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"Salt is a revelation."
“Finding a man buried up to his neck in mud. That’s how it’s meant to have started.” With these opening lines of his first novel, Jeremy Page takes the unsuspecting reader on an enchanting journey rich with poetry and personal mythology. Salt is tragic and absurd, bleak yet abundant, mystifying and deeply satisfying.
The bones of the story tell a ordinary family saga: generations of eccentricity, depression and madness, poverty and ignorance, personal wreckage, communal despair, and eventual redemption.
But its flesh and blood is the language used to describe a most bizarre set of circumstances. Page has created a gorgeous linguistic concoction out of the terse dialect of his characters. The insight and nuance of the narrator, a boy born mute, begins with telling his own life story of how his grandmother, the eccentric marshwoman Goose, met his grandfather, a downed German paratrooper, in the mud of the English marshland in 1945.
Salt is set in Norfolk, England, an isolated sea town whose cruel geography dictates the fortunes of its inhabitants. It’s wet, chilly, and dreary with a constantly shifting foundation that seems to be half land, half water, and all mud, and there is an undeniable acceptance among the local folk of how easily one’s spirit can fall victim to the forces of a shifting, unstable landscape.
The marshes and channels, the wrecked boats and the sinking houses, the huge skies and their ever-threatening weather all conspire to create an atmosphere of mystery and magic. It’s a place where people have names like Kipper and Pip, where tidal flooding becomes part of the family lore, and where cloud-reading leads to deep revelation.
“Their talking gave off the iron smell of strong tea, so similar to the rooty smell of the field and the tobacco odour of the bus seats; their words, their breath, the laboured progress of the bus and its dying engine, all part of the same.”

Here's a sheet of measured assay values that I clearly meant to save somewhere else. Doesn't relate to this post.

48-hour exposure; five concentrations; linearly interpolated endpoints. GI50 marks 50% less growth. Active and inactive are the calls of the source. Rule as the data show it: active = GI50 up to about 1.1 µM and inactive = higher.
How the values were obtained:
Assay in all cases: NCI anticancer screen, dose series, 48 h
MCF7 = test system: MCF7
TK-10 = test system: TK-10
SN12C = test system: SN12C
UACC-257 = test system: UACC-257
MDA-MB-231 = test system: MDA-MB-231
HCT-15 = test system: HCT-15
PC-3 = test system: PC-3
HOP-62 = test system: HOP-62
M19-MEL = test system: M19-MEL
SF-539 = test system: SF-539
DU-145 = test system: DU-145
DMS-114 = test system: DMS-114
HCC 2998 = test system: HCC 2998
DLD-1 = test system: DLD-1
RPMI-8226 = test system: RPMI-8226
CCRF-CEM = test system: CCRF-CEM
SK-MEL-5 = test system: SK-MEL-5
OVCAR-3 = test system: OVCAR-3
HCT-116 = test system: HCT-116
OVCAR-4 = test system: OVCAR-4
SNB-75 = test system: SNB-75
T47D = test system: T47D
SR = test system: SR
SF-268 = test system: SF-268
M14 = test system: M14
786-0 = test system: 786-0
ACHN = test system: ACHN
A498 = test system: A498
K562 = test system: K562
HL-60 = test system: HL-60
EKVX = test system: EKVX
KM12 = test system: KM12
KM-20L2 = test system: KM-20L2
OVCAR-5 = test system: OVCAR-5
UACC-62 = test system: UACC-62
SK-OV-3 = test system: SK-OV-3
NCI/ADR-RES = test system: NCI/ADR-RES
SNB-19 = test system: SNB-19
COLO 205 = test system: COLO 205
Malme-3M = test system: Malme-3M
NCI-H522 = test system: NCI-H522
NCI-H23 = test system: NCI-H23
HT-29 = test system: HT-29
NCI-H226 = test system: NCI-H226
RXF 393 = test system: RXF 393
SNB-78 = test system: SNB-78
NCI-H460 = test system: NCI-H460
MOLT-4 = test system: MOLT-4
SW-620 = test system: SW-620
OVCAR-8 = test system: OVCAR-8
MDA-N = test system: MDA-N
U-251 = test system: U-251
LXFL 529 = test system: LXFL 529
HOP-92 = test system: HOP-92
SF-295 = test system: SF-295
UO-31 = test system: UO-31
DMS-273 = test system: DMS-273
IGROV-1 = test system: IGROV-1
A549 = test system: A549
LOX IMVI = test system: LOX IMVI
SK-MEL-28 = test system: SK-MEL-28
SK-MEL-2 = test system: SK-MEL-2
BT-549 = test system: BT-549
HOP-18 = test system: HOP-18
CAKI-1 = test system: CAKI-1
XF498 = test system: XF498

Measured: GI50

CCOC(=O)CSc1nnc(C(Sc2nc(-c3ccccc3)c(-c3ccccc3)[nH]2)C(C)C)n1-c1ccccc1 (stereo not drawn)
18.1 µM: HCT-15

The entire tale, which has the feel of a fable throughout, is laced with poetry. Page tells the sad story of Pip, the boy who “sees” the lives of his grandparents and parents through dream, vision, and empathy with generous grace. Pip, whose coming of age rivals that of every literary hero so far, knows the sea and the marshes the way a New Yorker can speak about mean streets, the way a Westerner absorbs the mountains and deserts.
“And suddenly I’m staring into the liquid shadows of the wreck once more, and in those shadows I see two bright eyes looking back at me. The figure leans forward and I know it’s Ol’ Norse, finally revealing himself, as ancient as the sea, with weed for hair and scales for skin. His breath smells of salt as he tells me I am lost. I’ve lost my map in life. I’ve been looking at clouds all the time and they’ve got nothing to say. On land and at sea and I always wash up, shipwrecked, time after time.”
The beauty of Pip’s emergence from the despair of the marshes comes with a bittersweet finale as he is rescued by the village after a final family tragedy. Haunting, mysterious, luminous; Salt is a revelation.
Reviewer: Candelora Versace
Categorised in: Book Reviews
This post was written by Editorial Staff